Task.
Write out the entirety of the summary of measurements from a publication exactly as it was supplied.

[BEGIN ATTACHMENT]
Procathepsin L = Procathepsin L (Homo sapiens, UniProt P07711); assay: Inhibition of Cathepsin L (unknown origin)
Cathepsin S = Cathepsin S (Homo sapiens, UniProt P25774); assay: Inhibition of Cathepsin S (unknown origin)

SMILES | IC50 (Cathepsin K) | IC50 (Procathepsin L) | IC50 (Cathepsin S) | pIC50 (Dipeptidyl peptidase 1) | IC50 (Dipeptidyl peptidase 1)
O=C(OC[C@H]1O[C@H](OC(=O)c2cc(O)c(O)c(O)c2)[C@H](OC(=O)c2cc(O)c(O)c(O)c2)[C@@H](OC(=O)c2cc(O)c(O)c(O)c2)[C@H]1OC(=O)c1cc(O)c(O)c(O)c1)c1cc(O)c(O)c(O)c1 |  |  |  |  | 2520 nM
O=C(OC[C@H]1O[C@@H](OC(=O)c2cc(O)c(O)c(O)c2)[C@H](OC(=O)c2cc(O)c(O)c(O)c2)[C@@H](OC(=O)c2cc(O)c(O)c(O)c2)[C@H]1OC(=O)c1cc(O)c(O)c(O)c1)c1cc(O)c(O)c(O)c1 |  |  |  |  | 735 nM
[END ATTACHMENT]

Procathepsin L = Procathepsin L (Homo sapiens, UniProt P07711); assay: Inhibition of Cathepsin L (unknown origin)
Cathepsin S = Cathepsin S (Homo sapiens, UniProt P25774); assay: Inhibition of Cathepsin S (unknown origin)

SMILES | IC50 (Cathepsin K) | IC50 (Procathepsin L) | IC50 (Cathepsin S) | pIC50 (Dipeptidyl peptidase 1) | IC50 (Dipeptidyl peptidase 1)
O=C(OC[C@H]1O[C@H](OC(=O)c2cc(O)c(O)c(O)c2)[C@H](OC(=O)c2cc(O)c(O)c(O)c2)[C@@H](OC(=O)c2cc(O)c(O)c(O)c2)[C@H]1OC(=O)c1cc(O)c(O)c(O)c1)c1cc(O)c(O)c(O)c1 |  |  |  |  | 2520 nM
O=C(OC[C@H]1O[C@@H](OC(=O)c2cc(O)c(O)c(O)c2)[C@H](OC(=O)c2cc(O)c(O)c(O)c2)[C@@H](OC(=O)c2cc(O)c(O)c(O)c2)[C@H]1OC(=O)c1cc(O)c(O)c(O)c1)c1cc(O)c(O)c(O)c1 |  |  |  |  | 735 nM